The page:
Peering back into my childhood with rose-tinted spectacles, everything seemed so much simpler than it does now.
Back then time was always at a premium. Summer days were filled with time to draw and play with my favourite toys and go cycling with dad and sit nonchalantly in boredom. “Leisure time” was frequent and regular, not the rare commodity that it is now.
These days, on the other hand, I find that I’m rarely bored, because I don’t have time to be bored. Days are for work and to-do lists, for deadlines and emails, for social engagements and time spent with others. From the moment the alarm goes off in the morning to laying down at night, every action is coordinated, where possible, into a pattern of productivity and efficiency: spontaneity happens in the brief commas between diary appointments.
In this busy blur, life swings between shades of anxiety and excitement, of good times and difficult times, times of great breakthrough and times of draining disappointment. Caffeine is fuel for the fire of this constant busyness. Moments alone in silence are few and far between in the loudness of this 21st century living.
This none-stop busyness, masked as “productivity,” is a secret sickness with a myriad of symptoms: constantly checking your phone and emails in the worry of missing something important. Incessantly fretting about how much you have to do and how little time you have to do it. A calendar blocked out with no time for solitude at either end of the day. Burning the candle at both ends; early mornings and late nights to try and fit everything in. Befriended by lethargy and apathy as you are absorbed in your own world of demands and personal commitments. Not being “fully present,” either with others or before God. Crushing anxiety and fear that time is slipping from your hands.
I say all this as a sort of self-diagnosis. This busy season of life has, in many ways, been a wake-up call about the silent menace of endless activity. The way we spend our time is the most telling measuring-line of the things we value most in this world; the minutes we spend in busyness are offerings to our self-made gods.
So often, we sacrifice those things most important to us in the name of the god of productivity.
For me, that sacrifice has so often been my prayer-life. Yes, I sacrifice prayer – that most important, necessary, life-giving communion between creature and Creator, between son and Father – the well of strength for the weak man able only to depend on God.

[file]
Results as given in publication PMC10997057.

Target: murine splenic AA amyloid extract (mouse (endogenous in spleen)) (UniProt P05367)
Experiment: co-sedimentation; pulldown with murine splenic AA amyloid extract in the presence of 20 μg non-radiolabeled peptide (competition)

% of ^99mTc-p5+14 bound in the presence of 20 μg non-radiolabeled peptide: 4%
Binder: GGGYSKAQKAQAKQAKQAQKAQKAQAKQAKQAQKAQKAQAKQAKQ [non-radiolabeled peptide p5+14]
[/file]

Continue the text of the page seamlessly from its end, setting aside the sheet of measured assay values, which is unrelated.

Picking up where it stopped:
And yet, this is what I offer up to the god of productivity. In the brief moments snatched in prayer on my busy days, there is a mental block between God and I because my mind is filled with so many other pressing matters and anxieties. But what is more pressing than the urgency of prayer? Even more telling is that, at other times, I forego praying altogether – all in the name of being more productive.
I might be the only one who struggles in this area. But I’m afraid I’m not.
The way we spend our time is the most telling measuring-line of the things we value most in this world.
The god of productivity is a lie, a scheme to rob you of that which is most important in this world. We need to take back what he has stolen. Enjoyment of time spent in communion with the Father is the most important pursuit of the Christian who, having been clothed in Christ, now calls upon Him as “Abba,” as a child, as one beloved.
This post isn’t a treatment, but a diagnosis. It isn’t a judgement, but a self-reflection. Nor is it morbid introspection, but a confession that I hope some will resonate with. Most of all, it is a hope for what could be and a stand against what is.
All it takes is a change of perspective. The psalmist says,
“Unless the Lord builds the house, those who build it labour in vain. Unless the Lord watches over the city, the watchman stays awake in vain. It is in vain that you rise up early and go late to rest, eating the bread of anxious toil; for he gives to his beloved sleep.” (Ps. 127:1, 2, ESV).
The way we spend our time indicates what we worship. The reason we fall before the lure of productivity is because this world measures success in results, activity, products and outcomes. The economy of heaven, on the other hand, offers a radically different account of success.
In this economy, it is not what you have done that is important, but who you become. The enslaved soul becoming a son. The beggar finding a place at the king’s table. The sinner redeemed, the thief forgiven, the broken made whole, the homeless homed, and the poor man given hope.
And this gives us a totally new perspective on how we use our time. No longer are we a slave to results, but a soul postured before the Saviour, growing in Him, receiving grace after grace that overcomes all striving and incessant working. It takes surrender, but who is more worthy of surrendering all – our time included – than Him?
As Jesus famously said to Martha, “You are anxious and troubled about many things, but one thing is necessary” (Luke 10:41,42).
And what is that “one thing”?
Simply to dwell with Him.